A full discussion did not take place on the real impediments to investment in Pakistan: its paucity of skilled and qualified human resources; inadequate governance and misgovernance; the lack of energy, transportation and other infrastructure and, most importantly, the structural shortage of finance arising from the government’s budget and trade deficits and the Pakistani private sector’s low-risk appetite.
A large number of participants made a strong case for the creation of a private-sector investment fund for Pakistan. There were several arguments offered in support of a fund. Most importantly, it could provide at least part of the equity or ‘counterpart’ financing for foreign investments and projects in Pakistan that is unavailable at present from government or private sources.
Such a fund could be managed by the best professionals, selected competitively, with investment experience as well as deep knowledge of the Pakistan market. Investment opportunities could be executed through reputable national and foreign companies. Such a Pakistan fund could produce sustainable, high returns by adopting a diversified and balanced investment strategy covering short-, medium- and long-term opportunities. Thus, it could partly overcome the financial, skills and governance impediments to investment in Pakistan.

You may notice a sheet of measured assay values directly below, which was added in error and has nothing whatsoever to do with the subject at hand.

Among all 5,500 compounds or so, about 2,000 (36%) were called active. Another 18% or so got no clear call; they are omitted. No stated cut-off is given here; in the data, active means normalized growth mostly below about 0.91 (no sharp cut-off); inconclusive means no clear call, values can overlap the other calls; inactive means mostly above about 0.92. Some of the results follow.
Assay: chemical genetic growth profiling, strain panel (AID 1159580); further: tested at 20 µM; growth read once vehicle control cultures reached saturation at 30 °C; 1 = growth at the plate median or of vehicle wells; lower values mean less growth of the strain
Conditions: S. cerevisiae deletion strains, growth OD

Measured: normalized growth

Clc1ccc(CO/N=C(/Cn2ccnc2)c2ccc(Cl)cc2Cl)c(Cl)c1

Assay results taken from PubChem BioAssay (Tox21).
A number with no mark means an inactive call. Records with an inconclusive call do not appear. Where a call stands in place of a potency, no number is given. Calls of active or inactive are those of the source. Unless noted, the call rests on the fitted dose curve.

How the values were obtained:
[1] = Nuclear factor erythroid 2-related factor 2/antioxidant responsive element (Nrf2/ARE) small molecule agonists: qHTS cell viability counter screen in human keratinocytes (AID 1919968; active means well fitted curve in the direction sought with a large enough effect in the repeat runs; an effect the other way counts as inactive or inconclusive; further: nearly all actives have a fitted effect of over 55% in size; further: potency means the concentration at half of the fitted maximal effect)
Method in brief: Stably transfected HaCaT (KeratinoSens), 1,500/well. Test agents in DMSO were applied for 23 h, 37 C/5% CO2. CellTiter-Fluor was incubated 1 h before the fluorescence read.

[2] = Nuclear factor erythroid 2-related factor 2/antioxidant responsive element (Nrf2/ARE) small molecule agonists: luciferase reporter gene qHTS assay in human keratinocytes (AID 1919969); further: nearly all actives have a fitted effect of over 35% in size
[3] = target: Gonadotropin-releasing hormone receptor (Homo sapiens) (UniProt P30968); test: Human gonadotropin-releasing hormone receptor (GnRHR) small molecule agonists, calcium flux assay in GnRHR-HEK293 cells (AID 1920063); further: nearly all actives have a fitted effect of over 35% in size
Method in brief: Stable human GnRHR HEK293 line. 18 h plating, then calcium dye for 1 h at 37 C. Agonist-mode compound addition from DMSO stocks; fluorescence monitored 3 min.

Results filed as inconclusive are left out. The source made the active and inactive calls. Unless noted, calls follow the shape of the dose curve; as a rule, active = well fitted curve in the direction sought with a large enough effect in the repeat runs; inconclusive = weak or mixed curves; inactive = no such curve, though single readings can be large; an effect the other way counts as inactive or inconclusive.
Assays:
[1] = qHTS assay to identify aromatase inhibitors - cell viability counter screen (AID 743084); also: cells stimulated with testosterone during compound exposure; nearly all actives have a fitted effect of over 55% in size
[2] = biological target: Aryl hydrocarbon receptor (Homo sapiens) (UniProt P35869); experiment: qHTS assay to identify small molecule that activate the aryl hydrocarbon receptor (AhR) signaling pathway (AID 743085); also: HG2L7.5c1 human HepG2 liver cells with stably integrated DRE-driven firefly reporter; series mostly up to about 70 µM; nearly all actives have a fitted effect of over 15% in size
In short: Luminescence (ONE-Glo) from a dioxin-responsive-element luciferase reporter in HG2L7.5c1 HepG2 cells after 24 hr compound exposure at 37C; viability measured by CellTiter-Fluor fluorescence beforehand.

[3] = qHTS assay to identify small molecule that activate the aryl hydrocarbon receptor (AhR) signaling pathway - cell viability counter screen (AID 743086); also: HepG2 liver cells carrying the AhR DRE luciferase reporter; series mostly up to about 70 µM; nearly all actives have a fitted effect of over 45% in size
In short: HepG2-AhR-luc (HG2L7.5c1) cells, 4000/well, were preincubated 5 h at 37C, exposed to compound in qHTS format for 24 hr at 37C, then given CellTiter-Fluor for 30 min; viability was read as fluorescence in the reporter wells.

The fund concept evoked wide support from both the Pakistani and Chinese participants. There were varying views on its initial size. Specific steps were proposed for its realisation.
As was unanimously acknowledged at the roundtable, China has a special place in promoting Pakistan’s investment and growth potential. It was noted that in view of the close official and popular relations between the two countries, Chinese investment would be widely welcomed in Pakistan. Both countries have a strong, mutual interest in Pakistan’s stability, now threatened by rising poverty and declining living standards.
Moreover, there would be economic synergies generated by the simultaneous development of Pakistan and western China. With the world’s largest financial reserves, and globally competitive companies, China has the capacity for significant investment in Pakistan.
Chinese companies also are almost the only ones to be physically able to execute large-scale projects in Pakistan. Last, due to rising wages, some Chinese manufacturing is being transferred to lower-cost neighbours. Pakistan should be a favoured destination of such industrial relocation.
This first organised interaction between the principal Pakistani and Chinese economic actors will need to be consciously promoted if it is to bear the promised fruit. Hopefully, unlike past initiatives, this roundtable will not prove to be a one-off affair.
The commitment of the host, the China Research Development Foundation, to continue and build support for the economic partnership, is a positive portent.
However, this goal cannot be achieved without the commitment and contribution of the economic actors themselves to exploit this avenue to build a Pakistan-China economic partnership that matches the deep strategic relationship between the two countries.
The writer is a former Pakistan ambassador to the UN.